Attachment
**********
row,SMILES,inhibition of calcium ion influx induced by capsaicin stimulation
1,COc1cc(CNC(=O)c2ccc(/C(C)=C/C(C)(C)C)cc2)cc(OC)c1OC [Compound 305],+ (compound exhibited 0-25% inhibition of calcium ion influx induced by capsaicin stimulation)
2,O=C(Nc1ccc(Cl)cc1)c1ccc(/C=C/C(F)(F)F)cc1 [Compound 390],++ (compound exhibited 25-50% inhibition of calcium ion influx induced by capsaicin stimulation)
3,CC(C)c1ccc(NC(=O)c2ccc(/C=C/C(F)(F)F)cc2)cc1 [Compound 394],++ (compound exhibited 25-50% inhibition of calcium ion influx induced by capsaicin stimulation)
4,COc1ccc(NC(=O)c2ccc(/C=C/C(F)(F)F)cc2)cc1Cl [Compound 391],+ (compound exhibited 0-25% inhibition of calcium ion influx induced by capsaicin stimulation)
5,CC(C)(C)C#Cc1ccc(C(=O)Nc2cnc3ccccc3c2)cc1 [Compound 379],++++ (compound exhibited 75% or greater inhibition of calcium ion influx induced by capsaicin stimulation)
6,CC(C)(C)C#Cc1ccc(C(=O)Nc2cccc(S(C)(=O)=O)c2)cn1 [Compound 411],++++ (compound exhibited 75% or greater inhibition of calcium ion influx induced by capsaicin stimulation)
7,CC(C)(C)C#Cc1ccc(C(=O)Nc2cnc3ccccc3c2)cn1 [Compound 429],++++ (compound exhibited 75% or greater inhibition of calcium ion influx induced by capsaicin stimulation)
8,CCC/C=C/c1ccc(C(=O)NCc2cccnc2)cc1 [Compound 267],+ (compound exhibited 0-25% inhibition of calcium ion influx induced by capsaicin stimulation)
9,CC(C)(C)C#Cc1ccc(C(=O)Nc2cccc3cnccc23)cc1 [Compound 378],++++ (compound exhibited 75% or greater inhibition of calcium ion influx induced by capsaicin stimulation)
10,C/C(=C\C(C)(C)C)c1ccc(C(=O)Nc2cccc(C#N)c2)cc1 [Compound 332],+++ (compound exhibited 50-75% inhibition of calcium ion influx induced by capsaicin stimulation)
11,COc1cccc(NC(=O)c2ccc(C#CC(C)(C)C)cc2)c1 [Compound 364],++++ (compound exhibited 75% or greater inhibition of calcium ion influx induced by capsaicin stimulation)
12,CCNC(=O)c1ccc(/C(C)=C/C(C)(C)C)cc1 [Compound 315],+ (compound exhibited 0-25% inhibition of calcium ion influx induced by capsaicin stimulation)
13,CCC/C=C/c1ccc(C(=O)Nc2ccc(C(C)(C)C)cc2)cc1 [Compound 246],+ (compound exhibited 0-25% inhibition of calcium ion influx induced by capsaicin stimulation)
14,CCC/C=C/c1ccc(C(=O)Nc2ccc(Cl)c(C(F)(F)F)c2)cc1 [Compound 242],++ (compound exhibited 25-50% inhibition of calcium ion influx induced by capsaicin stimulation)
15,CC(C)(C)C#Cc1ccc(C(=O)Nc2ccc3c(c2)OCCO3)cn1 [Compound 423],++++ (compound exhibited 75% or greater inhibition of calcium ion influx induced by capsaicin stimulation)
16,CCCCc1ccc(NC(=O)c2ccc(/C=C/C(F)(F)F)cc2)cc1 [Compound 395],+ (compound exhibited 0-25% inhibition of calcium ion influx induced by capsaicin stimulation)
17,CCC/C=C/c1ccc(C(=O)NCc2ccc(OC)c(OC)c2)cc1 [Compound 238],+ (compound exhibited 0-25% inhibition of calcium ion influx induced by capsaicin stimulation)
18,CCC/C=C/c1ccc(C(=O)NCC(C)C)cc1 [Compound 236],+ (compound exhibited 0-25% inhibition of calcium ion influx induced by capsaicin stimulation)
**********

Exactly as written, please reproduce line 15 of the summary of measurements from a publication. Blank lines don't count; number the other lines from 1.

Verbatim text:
14,CCC/C=C/c1ccc(C(=O)Nc2ccc(Cl)c(C(F)(F)F)c2)cc1 [Compound 242],++ (compound exhibited 25-50% inhibition of calcium ion influx induced by capsaicin stimulation)